Our weekly serving of off-the-menu items—a few popular favorites from the week, as well as a few morsels that may have slipped your notice.
Dairy residue on pottery shows signs of early cheese making on the coast of Croatia.
World’s Oldest Cheese
Archaeological analysis of fatty residue on ancient pottery found on the coast of Croatia has revealed that people were making cheese much earlier than previously thought. The residue inside the pot shows evidence of dairy fermentation, indicating that fermented dairy products like yogurt or soft cheeses likely existed 7,200 years ago.
Overtreders W’s zero-waste barn is constructed from sustainable, recycled materials.
Waste Free Pop-up Restaurant and Barn
Design agency Overtreders W has created a zero-waste barn to house pop-up restaurant Brasserie 2050 at the Lowlands Festival in the Netherlands. While the barn itself is constructed from recycled and borrowed materials, the restaurant also uses food waste to build its sustainable menu. Food served includes bread made from peels and pesto made from kitchen leftovers.
The Danish Technical University is working with Denmark’s National Food Institute to study what sensory characteristics are most significant for consumers.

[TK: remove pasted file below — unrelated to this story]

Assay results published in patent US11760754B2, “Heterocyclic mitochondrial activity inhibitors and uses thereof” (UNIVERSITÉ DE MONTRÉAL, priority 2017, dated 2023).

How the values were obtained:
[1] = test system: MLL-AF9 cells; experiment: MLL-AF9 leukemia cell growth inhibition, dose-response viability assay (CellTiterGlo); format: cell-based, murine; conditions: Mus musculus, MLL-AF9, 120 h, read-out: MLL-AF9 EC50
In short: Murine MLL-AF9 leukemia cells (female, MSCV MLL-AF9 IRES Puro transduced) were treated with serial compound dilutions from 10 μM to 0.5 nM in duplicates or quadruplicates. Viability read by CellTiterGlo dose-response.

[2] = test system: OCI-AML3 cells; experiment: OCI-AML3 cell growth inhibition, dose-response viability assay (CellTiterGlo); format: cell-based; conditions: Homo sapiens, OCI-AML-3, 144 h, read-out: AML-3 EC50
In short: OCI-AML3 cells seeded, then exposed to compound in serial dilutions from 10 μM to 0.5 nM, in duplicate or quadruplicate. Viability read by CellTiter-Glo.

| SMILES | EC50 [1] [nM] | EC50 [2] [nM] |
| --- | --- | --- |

What Senses Matter Most?
Researchers at Denmark’s National Food Institute and the Danish Technical University have conducted studies to pinpoint which sensory attributes matter most to individuals when consuming food and drink. Their initial findings reveal that not every sense matters equally to consumers; taste appears to take priority, with smell holding less importance.
Saying Goodbye to a Coffee Pioneer
As part of The New York Times’ ongoing effort to add stories of remarkable people that the section overlooked, this obituary for Melitta Bentz, the inventor of the coffee filter, is a testament to the phrase, “necessity is the mother of invention.” Bentz and her husband grew the business from their Dresden apartment to owning their own factory in Central Germany. Today, the company employs over 4000 people.
Beautiful illustrations demonstrate the vast array of wagashi designs developed over centuries of confection-making.
Illustrated Sweets of 19th Century Japan
Traditional Japanese wagashi, crafted from adzuki beans, mochi, and agar-agar, first developed in Japan between 1603 and the mid-nineteenth century. After confectioners began freely experimenting with wagashi shapes and colors, the array of wagashi designs became too difficult to commit to memory. To record all the precise details of these sugary designs, pictures of wagashi, along with notes on their construction, were recorded in beautifully illustrated manual, some of which are still in use today.